I struggle with the word "hate" so much in my daily life because I, as a man of God, am called to preach the truth in love and to tell people about the good news of Christ. I would like to not only believe I have a heart for people but for them to see that I have the heart for them as well because without them seeing it my mission is meaningless.
I had a conference last year where we had several pastors come from around the country to preach the gospel message and the continuity of this message on our society- politically, economically and morally.
Scott Lively was one of the speakers at this conference. His expertise created some opposition in protest but only because I believe that no one cared or took the time to understand his position, his tireless effort and reasearch to claim this expertise and the lack of knowledge of the people in opposition on the true facts of this issue claming it as heresy.I found an essay worth sharing that may shed some light on the dilemma that faces Christians as they try to do change hearts and minds for Christ as He has called us to. He writes:
Is Hating "Haters" Hateful?Essay on the double standard being used by the Left in the public debate on homosexuality.
Hate carries a negative connotation in the world today. No one wants to be called a hater, especially Christians. Homosexuals are especially fond of calling people haters. They even invented the word "homophobia", which means hate and fear of homosexuals, envisaged as a mental illness (a phobia is an anxiety disorder). I hate being called a homophobe. It has such an ugly connotation.
Its especially unpleasant because, as a Christian, I’m supposed to have a reputation for loving people, not hating them. So I’ve worked really hard over the years to try to get the homosexuals to stop calling me a homophobe. I’ve pointed out the difference between hating people and hating their behavior (loving the sinner but hating the sin- not a biblical phrse, by the way). They hated that.
Then I tried “walking my talk” by taking an ex-”gay” man who was dying of AIDS into my family. My wife and I and our children loved and cared for him during the last year of his life. They hated that even more.
Then I began asking for guidance from homosexuals themselves: “Tell me, where is the line between homophobia and acceptable opposition to homosexuality?” I asked.
“What if I just agree with the Bible that homosexuality is a sin no worse than any other sex outside of marriage?” “No, that‘s homophobic,” they replied. “Suppose I talk only about the proven medical hazards of gay sex and try to discourage people from hurting themselves?“ “No, you can’t do that,” they said. “How about if I say that homosexuals have the option to change if they choose?” “Ridiculous” they answered. “Maybe I could just be completely positive, say nothing about homosexuality, and focus only on promoting the natural family and traditional marriage?” “That’s really hateful,” they replied.
After I while, I realized that the only way I could get them to stop calling me a homophobe was to start agreeing with them about everything. But here’s my dilemma: I honestly believe the Bible which says that homosexuality is wrong and harmful and that all sex belongs within marriage. I’ve also read the professional studies and know that “gay” sex hurts people because it goes against the design of their bodies. And I’m friends with a number of former homosexuals who are now married and living heterosexual lives. Do I have to give up my religion? Ignore scientific facts? Betray my friends? Is that the only way to avoid being called a hater and a homophobe? There’s no escape.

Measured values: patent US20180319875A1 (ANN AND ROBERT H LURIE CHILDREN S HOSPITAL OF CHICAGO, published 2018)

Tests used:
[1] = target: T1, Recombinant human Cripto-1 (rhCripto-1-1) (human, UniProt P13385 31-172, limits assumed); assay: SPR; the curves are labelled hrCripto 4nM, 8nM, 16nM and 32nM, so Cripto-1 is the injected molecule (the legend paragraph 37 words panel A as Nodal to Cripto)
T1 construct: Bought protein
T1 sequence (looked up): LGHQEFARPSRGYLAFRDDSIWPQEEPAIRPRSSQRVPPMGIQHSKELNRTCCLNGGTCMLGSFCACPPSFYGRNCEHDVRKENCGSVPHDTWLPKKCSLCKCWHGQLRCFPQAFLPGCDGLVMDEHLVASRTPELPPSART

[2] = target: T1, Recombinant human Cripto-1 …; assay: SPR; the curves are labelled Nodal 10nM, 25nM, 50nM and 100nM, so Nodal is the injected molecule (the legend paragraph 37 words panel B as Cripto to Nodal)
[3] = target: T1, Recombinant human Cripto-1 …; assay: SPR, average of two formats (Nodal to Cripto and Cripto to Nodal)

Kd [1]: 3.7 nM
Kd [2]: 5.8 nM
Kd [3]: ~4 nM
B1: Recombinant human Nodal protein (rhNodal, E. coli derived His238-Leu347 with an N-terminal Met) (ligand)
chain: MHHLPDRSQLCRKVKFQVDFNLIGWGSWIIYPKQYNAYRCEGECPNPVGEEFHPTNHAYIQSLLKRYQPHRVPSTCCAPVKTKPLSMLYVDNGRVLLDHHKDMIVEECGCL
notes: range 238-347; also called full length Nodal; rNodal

A homophobe is anyone who, for any reason, disapproves of homosexuality in any way, shape, manner, form or degree. This leaves me with just two choices: agree that everything about homosexuality is natural, normal, healthy, moral and worthy to be celebrated OR be labeled as a mentally ill, hate-filled bigot.
Am I wrong? Is there any way to openly disapprove of homosexuality without being a homophobe? “Gay” leaders, please set me straight on this. Because if I’m right, that means the “gay agenda” is to stop everyone from following the Bible regarding sexual matters. It is, after all, their stated goal to “stamp out homophobia.” No more religious freedom. It’s also to suppress scientific research that has reached conclusions they don’t like, especially if it helps people to change their homosexual orientation back to a heterosexual one (ask the doctors and scientists at narth.com what they’ve had to endure).
If it discourages homosexuality, even by implication, it’s homophobic and can‘t be used. There’s a queer reasoning behind all of this. Homosexuals call me names like bigot and homophobe, condemn my religion, mock my rational conclusions about social issues, impugn my motives, display intense hostility toward my actions, and curse my very existence, all under the justification that I’m a “hater.” But if I’m a “hater” for civilly opposing what they do, why aren’t they haters for uncivilly opposing what I do?
Such a double standard, in the context of a public debate on “civil rights,” is not just hypocritical, it is surreal. I admit I have some hate. I hate watching people kill themselves with preventable diseases like AIDS. I hate seeing children being steered toward unhealthy lifestyles. I hate having my pro-family views distorted by dishonest journalists, politicians and academics. And I hate seeing my God being treated like a homophobe for what He teaches in His Bible.
So if you’re not going to stop calling me a “hater” for wanting homosexuals to be saved and healed, or for opposing their political agenda, let's at least see a little more of that famous “American sense of fair play” in the public debate on this issue.
Hatred of “haters” is hateful too.